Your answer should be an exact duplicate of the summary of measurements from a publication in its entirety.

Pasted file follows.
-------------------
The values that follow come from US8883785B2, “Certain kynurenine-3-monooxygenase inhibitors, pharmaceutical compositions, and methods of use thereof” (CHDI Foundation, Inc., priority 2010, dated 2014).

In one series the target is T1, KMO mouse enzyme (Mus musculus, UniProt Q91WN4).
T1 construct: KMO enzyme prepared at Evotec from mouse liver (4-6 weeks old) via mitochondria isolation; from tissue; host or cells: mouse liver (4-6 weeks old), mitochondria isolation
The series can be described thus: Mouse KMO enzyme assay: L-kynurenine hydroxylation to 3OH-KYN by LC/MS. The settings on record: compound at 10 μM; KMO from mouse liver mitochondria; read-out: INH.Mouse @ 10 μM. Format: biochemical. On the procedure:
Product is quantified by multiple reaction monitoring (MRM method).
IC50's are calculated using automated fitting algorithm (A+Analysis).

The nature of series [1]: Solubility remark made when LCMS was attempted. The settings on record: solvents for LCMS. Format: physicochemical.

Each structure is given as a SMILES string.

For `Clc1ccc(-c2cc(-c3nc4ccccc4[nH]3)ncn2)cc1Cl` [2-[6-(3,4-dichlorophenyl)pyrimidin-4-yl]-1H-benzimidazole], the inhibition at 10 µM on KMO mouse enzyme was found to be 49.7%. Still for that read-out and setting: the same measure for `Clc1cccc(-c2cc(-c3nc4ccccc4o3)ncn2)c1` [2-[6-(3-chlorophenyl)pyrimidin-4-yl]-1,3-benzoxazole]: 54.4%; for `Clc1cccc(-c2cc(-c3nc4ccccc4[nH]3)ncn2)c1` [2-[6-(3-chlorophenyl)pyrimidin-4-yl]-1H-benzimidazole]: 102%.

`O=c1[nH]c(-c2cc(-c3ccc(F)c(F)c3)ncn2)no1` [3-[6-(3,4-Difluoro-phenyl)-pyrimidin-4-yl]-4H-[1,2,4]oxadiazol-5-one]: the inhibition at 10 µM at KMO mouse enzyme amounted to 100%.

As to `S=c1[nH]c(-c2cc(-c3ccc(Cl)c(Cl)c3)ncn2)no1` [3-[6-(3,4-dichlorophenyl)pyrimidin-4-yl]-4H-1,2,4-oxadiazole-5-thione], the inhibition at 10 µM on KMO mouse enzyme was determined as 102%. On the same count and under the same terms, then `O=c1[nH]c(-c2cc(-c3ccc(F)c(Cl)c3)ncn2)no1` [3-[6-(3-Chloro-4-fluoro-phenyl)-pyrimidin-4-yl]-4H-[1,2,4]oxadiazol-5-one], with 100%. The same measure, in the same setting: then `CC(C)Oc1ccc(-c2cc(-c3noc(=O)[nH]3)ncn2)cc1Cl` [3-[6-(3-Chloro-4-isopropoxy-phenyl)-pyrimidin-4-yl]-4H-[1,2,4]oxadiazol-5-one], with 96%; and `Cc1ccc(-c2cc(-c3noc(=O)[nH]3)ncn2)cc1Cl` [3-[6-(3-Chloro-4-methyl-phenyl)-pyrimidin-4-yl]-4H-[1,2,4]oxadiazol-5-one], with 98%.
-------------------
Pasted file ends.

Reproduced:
The values that follow come from US8883785B2, “Certain kynurenine-3-monooxygenase inhibitors, pharmaceutical compositions, and methods of use thereof” (CHDI Foundation, Inc., priority 2010, dated 2014).

In one series the target is T1, KMO mouse enzyme (Mus musculus, UniProt Q91WN4).
T1 construct: KMO enzyme prepared at Evotec from mouse liver (4-6 weeks old) via mitochondria isolation; from tissue; host or cells: mouse liver (4-6 weeks old), mitochondria isolation
The series can be described thus: Mouse KMO enzyme assay: L-kynurenine hydroxylation to 3OH-KYN by LC/MS. The settings on record: compound at 10 μM; KMO from mouse liver mitochondria; read-out: INH.Mouse @ 10 μM. Format: biochemical. On the procedure:
Product is quantified by multiple reaction monitoring (MRM method).
IC50's are calculated using automated fitting algorithm (A+Analysis).

The nature of series [1]: Solubility remark made when LCMS was attempted. The settings on record: solvents for LCMS. Format: physicochemical.

Each structure is given as a SMILES string.

For `Clc1ccc(-c2cc(-c3nc4ccccc4[nH]3)ncn2)cc1Cl` [2-[6-(3,4-dichlorophenyl)pyrimidin-4-yl]-1H-benzimidazole], the inhibition at 10 µM on KMO mouse enzyme was found to be 49.7%. Still for that read-out and setting: the same measure for `Clc1cccc(-c2cc(-c3nc4ccccc4o3)ncn2)c1` [2-[6-(3-chlorophenyl)pyrimidin-4-yl]-1,3-benzoxazole]: 54.4%; for `Clc1cccc(-c2cc(-c3nc4ccccc4[nH]3)ncn2)c1` [2-[6-(3-chlorophenyl)pyrimidin-4-yl]-1H-benzimidazole]: 102%.

`O=c1[nH]c(-c2cc(-c3ccc(F)c(F)c3)ncn2)no1` [3-[6-(3,4-Difluoro-phenyl)-pyrimidin-4-yl]-4H-[1,2,4]oxadiazol-5-one]: the inhibition at 10 µM at KMO mouse enzyme amounted to 100%.

As to `S=c1[nH]c(-c2cc(-c3ccc(Cl)c(Cl)c3)ncn2)no1` [3-[6-(3,4-dichlorophenyl)pyrimidin-4-yl]-4H-1,2,4-oxadiazole-5-thione], the inhibition at 10 µM on KMO mouse enzyme was determined as 102%. On the same count and under the same terms, then `O=c1[nH]c(-c2cc(-c3ccc(F)c(Cl)c3)ncn2)no1` [3-[6-(3-Chloro-4-fluoro-phenyl)-pyrimidin-4-yl]-4H-[1,2,4]oxadiazol-5-one], with 100%. The same measure, in the same setting: then `CC(C)Oc1ccc(-c2cc(-c3noc(=O)[nH]3)ncn2)cc1Cl` [3-[6-(3-Chloro-4-isopropoxy-phenyl)-pyrimidin-4-yl]-4H-[1,2,4]oxadiazol-5-one], with 96%; and `Cc1ccc(-c2cc(-c3noc(=O)[nH]3)ncn2)cc1Cl` [3-[6-(3-Chloro-4-methyl-phenyl)-pyrimidin-4-yl]-4H-[1,2,4]oxadiazol-5-one], with 98%.